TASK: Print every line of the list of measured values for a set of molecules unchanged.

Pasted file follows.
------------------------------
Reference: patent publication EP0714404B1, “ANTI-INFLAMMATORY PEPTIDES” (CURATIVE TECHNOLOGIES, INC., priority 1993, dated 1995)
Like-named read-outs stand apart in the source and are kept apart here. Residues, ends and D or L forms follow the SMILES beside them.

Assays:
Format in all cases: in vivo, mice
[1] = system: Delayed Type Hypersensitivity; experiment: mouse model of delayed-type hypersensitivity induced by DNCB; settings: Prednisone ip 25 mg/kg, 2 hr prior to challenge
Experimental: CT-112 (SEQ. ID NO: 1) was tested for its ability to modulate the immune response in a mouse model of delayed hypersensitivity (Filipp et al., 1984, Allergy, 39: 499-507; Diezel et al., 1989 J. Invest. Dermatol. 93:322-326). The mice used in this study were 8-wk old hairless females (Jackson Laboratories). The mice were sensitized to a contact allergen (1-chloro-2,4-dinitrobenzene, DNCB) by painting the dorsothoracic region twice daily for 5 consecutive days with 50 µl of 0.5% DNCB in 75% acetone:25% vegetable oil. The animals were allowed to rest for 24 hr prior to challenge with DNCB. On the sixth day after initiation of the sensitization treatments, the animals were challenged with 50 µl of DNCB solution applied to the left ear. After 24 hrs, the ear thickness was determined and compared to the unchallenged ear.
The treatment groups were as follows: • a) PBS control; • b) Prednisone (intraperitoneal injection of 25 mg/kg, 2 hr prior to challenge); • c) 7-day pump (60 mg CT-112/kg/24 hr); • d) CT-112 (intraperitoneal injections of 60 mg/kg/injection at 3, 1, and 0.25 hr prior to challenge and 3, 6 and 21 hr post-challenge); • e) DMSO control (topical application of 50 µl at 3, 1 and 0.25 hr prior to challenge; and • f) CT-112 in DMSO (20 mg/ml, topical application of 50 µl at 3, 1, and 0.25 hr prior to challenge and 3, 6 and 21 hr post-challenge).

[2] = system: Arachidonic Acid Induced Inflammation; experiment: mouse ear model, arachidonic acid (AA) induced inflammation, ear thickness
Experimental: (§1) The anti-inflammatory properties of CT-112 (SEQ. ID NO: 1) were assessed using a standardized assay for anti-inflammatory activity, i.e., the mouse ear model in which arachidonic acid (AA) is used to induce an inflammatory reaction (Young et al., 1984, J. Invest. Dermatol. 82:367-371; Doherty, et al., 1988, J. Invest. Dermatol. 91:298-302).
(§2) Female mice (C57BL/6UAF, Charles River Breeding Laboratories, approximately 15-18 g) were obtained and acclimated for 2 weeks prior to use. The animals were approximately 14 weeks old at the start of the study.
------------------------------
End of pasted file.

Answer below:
Reference: patent publication EP0714404B1, “ANTI-INFLAMMATORY PEPTIDES” (CURATIVE TECHNOLOGIES, INC., priority 1993, dated 1995)
Like-named read-outs stand apart in the source and are kept apart here. Residues, ends and D or L forms follow the SMILES beside them.

Assays:
Format in all cases: in vivo, mice
[1] = system: Delayed Type Hypersensitivity; experiment: mouse model of delayed-type hypersensitivity induced by DNCB; settings: Prednisone ip 25 mg/kg, 2 hr prior to challenge
Experimental: CT-112 (SEQ. ID NO: 1) was tested for its ability to modulate the immune response in a mouse model of delayed hypersensitivity (Filipp et al., 1984, Allergy, 39: 499-507; Diezel et al., 1989 J. Invest. Dermatol. 93:322-326). The mice used in this study were 8-wk old hairless females (Jackson Laboratories). The mice were sensitized to a contact allergen (1-chloro-2,4-dinitrobenzene, DNCB) by painting the dorsothoracic region twice daily for 5 consecutive days with 50 µl of 0.5% DNCB in 75% acetone:25% vegetable oil. The animals were allowed to rest for 24 hr prior to challenge with DNCB. On the sixth day after initiation of the sensitization treatments, the animals were challenged with 50 µl of DNCB solution applied to the left ear. After 24 hrs, the ear thickness was determined and compared to the unchallenged ear.
The treatment groups were as follows: • a) PBS control; • b) Prednisone (intraperitoneal injection of 25 mg/kg, 2 hr prior to challenge); • c) 7-day pump (60 mg CT-112/kg/24 hr); • d) CT-112 (intraperitoneal injections of 60 mg/kg/injection at 3, 1, and 0.25 hr prior to challenge and 3, 6 and 21 hr post-challenge); • e) DMSO control (topical application of 50 µl at 3, 1 and 0.25 hr prior to challenge; and • f) CT-112 in DMSO (20 mg/ml, topical application of 50 µl at 3, 1, and 0.25 hr prior to challenge and 3, 6 and 21 hr post-challenge).

[2] = system: Arachidonic Acid Induced Inflammation; experiment: mouse ear model, arachidonic acid (AA) induced inflammation, ear thickness
Experimental: (§1) The anti-inflammatory properties of CT-112 (SEQ. ID NO: 1) were assessed using a standardized assay for anti-inflammatory activity, i.e., the mouse ear model in which arachidonic acid (AA) is used to induce an inflammatory reaction (Young et al., 1984, J. Invest. Dermatol. 82:367-371; Doherty, et al., 1988, J. Invest. Dermatol. 91:298-302).
(§2) Female mice (C57BL/6UAF, Charles River Breeding Laboratories, approximately 15-18 g) were obtained and acclimated for 2 weeks prior to use. The animals were approximately 14 weeks old at the start of the study.